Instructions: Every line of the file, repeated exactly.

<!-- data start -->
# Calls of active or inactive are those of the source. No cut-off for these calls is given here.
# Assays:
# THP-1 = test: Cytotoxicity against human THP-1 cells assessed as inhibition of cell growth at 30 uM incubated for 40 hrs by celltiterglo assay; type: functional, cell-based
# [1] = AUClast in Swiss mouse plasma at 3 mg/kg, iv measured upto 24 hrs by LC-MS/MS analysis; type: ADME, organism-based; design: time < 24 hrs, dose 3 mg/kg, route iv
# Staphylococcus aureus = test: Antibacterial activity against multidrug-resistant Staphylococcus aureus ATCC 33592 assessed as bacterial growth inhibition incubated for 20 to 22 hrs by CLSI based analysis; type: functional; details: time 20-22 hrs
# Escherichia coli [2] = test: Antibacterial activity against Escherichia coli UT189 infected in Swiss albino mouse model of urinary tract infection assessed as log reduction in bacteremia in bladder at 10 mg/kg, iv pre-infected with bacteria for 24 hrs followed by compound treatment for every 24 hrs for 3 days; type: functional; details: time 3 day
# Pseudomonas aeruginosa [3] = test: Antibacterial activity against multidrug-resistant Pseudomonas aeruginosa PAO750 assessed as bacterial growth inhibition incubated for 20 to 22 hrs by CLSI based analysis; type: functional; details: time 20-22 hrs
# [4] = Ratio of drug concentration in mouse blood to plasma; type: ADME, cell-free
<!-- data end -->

# Calls of active or inactive are those of the source. No cut-off for these calls is given here.
# Assays:
# THP-1 = test: Cytotoxicity against human THP-1 cells assessed as inhibition of cell growth at 30 uM incubated for 40 hrs by celltiterglo assay; type: functional, cell-based
# [1] = AUClast in Swiss mouse plasma at 3 mg/kg, iv measured upto 24 hrs by LC-MS/MS analysis; type: ADME, organism-based; design: time < 24 hrs, dose 3 mg/kg, route iv
# Staphylococcus aureus = test: Antibacterial activity against multidrug-resistant Staphylococcus aureus ATCC 33592 assessed as bacterial growth inhibition incubated for 20 to 22 hrs by CLSI based analysis; type: functional; details: time 20-22 hrs
# Escherichia coli [2] = test: Antibacterial activity against Escherichia coli UT189 infected in Swiss albino mouse model of urinary tract infection assessed as log reduction in bacteremia in bladder at 10 mg/kg, iv pre-infected with bacteria for 24 hrs followed by compound treatment for every 24 hrs for 3 days; type: functional; details: time 3 day
# Pseudomonas aeruginosa [3] = test: Antibacterial activity against multidrug-resistant Pseudomonas aeruginosa PAO750 assessed as bacterial growth inhibition incubated for 20 to 22 hrs by CLSI based analysis; type: functional; details: time 20-22 hrs
# [4] = Ratio of drug concentration in mouse blood to plasma; type: ADME, cell-free